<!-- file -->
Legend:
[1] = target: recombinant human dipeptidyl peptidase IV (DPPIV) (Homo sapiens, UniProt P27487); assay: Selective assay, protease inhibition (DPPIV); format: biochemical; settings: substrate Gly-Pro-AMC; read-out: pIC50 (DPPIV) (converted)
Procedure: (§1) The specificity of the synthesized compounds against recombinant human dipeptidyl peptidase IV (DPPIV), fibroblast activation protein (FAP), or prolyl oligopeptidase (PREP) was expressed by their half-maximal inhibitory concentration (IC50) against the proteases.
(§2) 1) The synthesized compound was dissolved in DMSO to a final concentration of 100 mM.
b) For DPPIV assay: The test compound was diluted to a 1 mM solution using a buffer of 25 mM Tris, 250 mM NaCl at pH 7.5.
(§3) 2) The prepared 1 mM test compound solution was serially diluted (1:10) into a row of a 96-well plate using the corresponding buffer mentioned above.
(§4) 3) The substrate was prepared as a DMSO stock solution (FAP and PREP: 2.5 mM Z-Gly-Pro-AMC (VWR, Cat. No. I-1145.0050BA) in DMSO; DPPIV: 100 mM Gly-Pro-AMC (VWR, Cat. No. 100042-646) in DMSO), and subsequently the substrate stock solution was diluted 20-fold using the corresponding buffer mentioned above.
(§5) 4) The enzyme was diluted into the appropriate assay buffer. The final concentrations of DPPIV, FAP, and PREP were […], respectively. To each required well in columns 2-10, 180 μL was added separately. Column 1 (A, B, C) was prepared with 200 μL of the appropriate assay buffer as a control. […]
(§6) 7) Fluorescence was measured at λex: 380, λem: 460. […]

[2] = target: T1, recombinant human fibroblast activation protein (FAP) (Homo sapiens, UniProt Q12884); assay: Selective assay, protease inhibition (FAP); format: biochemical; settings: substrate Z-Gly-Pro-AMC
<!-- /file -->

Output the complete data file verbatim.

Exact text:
Legend:
[1] = target: recombinant human dipeptidyl peptidase IV (DPPIV) (Homo sapiens, UniProt P27487); assay: Selective assay, protease inhibition (DPPIV); format: biochemical; settings: substrate Gly-Pro-AMC; read-out: pIC50 (DPPIV) (converted)
Procedure: (§1) The specificity of the synthesized compounds against recombinant human dipeptidyl peptidase IV (DPPIV), fibroblast activation protein (FAP), or prolyl oligopeptidase (PREP) was expressed by their half-maximal inhibitory concentration (IC50) against the proteases.
(§2) 1) The synthesized compound was dissolved in DMSO to a final concentration of 100 mM.
b) For DPPIV assay: The test compound was diluted to a 1 mM solution using a buffer of 25 mM Tris, 250 mM NaCl at pH 7.5.
(§3) 2) The prepared 1 mM test compound solution was serially diluted (1:10) into a row of a 96-well plate using the corresponding buffer mentioned above.
(§4) 3) The substrate was prepared as a DMSO stock solution (FAP and PREP: 2.5 mM Z-Gly-Pro-AMC (VWR, Cat. No. I-1145.0050BA) in DMSO; DPPIV: 100 mM Gly-Pro-AMC (VWR, Cat. No. 100042-646) in DMSO), and subsequently the substrate stock solution was diluted 20-fold using the corresponding buffer mentioned above.
(§5) 4) The enzyme was diluted into the appropriate assay buffer. The final concentrations of DPPIV, FAP, and PREP were […], respectively. To each required well in columns 2-10, 180 μL was added separately. Column 1 (A, B, C) was prepared with 200 μL of the appropriate assay buffer as a control. […]
(§6) 7) Fluorescence was measured at λex: 380, λem: 460. […]

[2] = target: T1, recombinant human fibroblast activation protein (FAP) (Homo sapiens, UniProt Q12884); assay: Selective assay, protease inhibition (FAP); format: biochemical; settings: substrate Z-Gly-Pro-AMC